I lost count of the number of times the c word was mentioned in the gruelling second half but I wanted to creep out and make the windy, cold drive alone to Seaford where Mark was waiting with our great friend Simon in our cosy house.

In preparation for Storm Emma I bought a hand knitted bobble hat from a charity shop.  But first I had to remove the swing tag which in bold letters tells me ‘More than half of all bowel cancers could be prevented each year.’  And I only bought it to keep out the wind.

Our very kind Doctor Murphy gave us prescription pills which are packaged in a neat paper bag from Boots. To open the bag, first unstick the top and then read
‘QUESTIONS ABOUT CANCER CALL THE MACMILLAN SUPPORT LINE FREE ON 0808808000.’ Ahhh

When we sold our Wimbledon house to a Chinese buyer, 8 was an auspicious number – she made 8888 of £s in her offer. Seems 8 means prosperity, success and high social status. Maybe I’ll ring Macmillan and ask the 8 question.

And today, the Times has a centre spread on ‘Cancer felt like being hit by a train… ‘
Our newspaper is delivered at 7 am, through rain and storms to our isolated letter box down a windy alley by our amazing Seaford newsagent. It’s Mark’s favourite part of the day to read the news, overlooking the sea with a pint mug of hot tea.
The article by Kate Figes tells of cannabis oil and oxygen therapy and the book by Bernie Siegel on ‘Love, medicine and miracles’ which talks about three groups of patients and the 10-15% group of ‘exceptional patients’ do research and ask questions and do better on treatments.

lovemedicinemiraclesFiges has made cancer her new journalist assignment, so good luck to her with that.

But the best part of my day or even week is to learn that the amazing chef Jonas Juchli, who is working in the Seychelles on Mahe cooking for international guests, has found me a coco de mer which is growing on a palm tree in Anse Lazio beach.  He’s named it Jenny, it will be ready in 3 weeks and he has got a coco de mer passport to bring it back to Europe. This huge double coconut looks like a female Kardashian buttock and is the stuff of legend. People who found it floating in the sea thought it came from the garden of Eden. It’s the largest seed in Kew Gardens’ millenium seed bank and I have wanted one ever since I saw a huge specimen 30 years ago in the Banks Collection on a private visit. So Jonas thankyou and come back and cook us your incredible food.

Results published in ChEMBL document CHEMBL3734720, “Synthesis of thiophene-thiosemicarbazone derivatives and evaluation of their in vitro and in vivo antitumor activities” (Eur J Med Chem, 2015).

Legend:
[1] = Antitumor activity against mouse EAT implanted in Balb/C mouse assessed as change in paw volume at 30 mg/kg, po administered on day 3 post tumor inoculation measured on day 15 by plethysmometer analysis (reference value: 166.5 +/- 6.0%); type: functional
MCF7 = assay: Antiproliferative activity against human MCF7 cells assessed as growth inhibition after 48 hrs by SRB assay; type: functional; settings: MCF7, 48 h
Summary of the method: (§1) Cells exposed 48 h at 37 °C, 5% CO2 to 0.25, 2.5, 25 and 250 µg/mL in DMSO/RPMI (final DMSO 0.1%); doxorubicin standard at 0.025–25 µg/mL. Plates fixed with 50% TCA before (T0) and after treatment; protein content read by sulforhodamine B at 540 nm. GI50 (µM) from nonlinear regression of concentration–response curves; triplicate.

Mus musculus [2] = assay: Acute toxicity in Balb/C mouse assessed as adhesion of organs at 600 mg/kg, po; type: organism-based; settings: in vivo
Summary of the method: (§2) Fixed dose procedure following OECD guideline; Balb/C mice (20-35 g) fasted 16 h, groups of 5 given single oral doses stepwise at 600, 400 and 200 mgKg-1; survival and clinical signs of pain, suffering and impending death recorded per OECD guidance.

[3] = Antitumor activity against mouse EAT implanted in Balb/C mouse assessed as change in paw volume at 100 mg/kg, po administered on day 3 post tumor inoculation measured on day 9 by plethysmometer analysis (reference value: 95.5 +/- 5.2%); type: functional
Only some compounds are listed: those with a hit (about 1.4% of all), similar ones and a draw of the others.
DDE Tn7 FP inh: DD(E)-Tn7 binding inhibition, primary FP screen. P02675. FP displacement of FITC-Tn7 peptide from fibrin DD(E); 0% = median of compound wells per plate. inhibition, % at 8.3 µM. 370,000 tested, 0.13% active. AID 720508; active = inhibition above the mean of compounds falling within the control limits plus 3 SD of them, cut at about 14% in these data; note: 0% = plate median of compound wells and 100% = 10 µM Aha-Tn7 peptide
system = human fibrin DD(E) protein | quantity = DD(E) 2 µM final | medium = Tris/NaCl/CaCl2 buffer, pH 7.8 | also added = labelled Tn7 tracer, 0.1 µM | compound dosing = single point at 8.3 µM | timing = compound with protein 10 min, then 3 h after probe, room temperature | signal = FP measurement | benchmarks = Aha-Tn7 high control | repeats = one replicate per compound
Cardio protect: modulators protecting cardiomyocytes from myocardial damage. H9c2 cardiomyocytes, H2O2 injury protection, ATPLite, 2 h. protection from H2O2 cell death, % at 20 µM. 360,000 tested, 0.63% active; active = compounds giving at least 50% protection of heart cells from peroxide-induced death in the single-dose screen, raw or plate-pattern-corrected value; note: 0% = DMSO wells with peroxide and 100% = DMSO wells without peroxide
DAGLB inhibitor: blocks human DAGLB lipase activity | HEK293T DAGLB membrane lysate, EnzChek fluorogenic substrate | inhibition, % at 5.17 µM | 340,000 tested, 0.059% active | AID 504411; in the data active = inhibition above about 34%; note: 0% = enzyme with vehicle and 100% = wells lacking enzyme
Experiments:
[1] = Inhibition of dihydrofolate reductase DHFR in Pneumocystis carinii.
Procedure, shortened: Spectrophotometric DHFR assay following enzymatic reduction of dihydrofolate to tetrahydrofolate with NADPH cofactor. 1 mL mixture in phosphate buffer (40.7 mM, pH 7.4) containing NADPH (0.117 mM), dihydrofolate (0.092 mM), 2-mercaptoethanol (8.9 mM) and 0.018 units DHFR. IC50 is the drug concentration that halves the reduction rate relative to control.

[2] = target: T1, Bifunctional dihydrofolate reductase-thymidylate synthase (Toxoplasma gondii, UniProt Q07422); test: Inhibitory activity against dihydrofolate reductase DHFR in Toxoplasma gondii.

Mark says

Today we had a nurse come round from St Wilfrid’s Hospice and it is really a great relief to know that Jenny has 24 hour telephone support and staff that are able to help us. Seaford seems to be a microclimate in Sussex from Storm Emma. People are not sitting in deckchairs on the beach but so far snow and storms have not arrived. Seaford is a gateway to the sun and we watch the ferry arriving from Dieppe.

Reply from Siobhan

Prayers for you are just as important. As we all know, watching someone go through illness can often be worse as you are so helpless.Stay warm. Big hugs to you both and although we have been remote lately, we are always here for you. Xxx

Reply from Eileen
I thought of you as I walked on the Common… Every blade, leaf tinged with white. Spectacular. Tho COLD. Wilfred loved it. But snow ‘caked’ between his furry toes/pads which is painful. So sadly couldn’t do a deserved real walk.

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2nd March The battle of the banks


Today has been a battle of bureaucracy

But first the good news. Seaford, as you know, is in the micro-climate on the Sussex coast and we are unaffected by Storm Emma with virtually no snow or high winds.